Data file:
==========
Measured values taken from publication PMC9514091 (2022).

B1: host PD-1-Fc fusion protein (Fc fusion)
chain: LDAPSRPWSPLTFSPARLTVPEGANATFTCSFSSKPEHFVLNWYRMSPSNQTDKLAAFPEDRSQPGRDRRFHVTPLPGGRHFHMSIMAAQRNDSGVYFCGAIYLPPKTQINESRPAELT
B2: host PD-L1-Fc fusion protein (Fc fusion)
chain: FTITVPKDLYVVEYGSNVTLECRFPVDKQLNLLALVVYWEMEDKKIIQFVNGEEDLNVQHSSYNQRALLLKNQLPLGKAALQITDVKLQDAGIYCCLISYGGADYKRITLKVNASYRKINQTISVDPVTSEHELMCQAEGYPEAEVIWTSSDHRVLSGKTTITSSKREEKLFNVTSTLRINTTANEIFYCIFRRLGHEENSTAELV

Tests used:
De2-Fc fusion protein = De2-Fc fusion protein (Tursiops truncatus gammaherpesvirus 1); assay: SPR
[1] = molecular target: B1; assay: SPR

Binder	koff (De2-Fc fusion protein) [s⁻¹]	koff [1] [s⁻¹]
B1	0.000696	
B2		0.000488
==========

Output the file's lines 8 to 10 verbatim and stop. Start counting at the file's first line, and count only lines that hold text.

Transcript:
[1] = molecular target: B1; assay: SPR

Binder	koff (De2-Fc fusion protein) [s⁻¹]	koff [1] [s⁻¹]
B1	0.000696	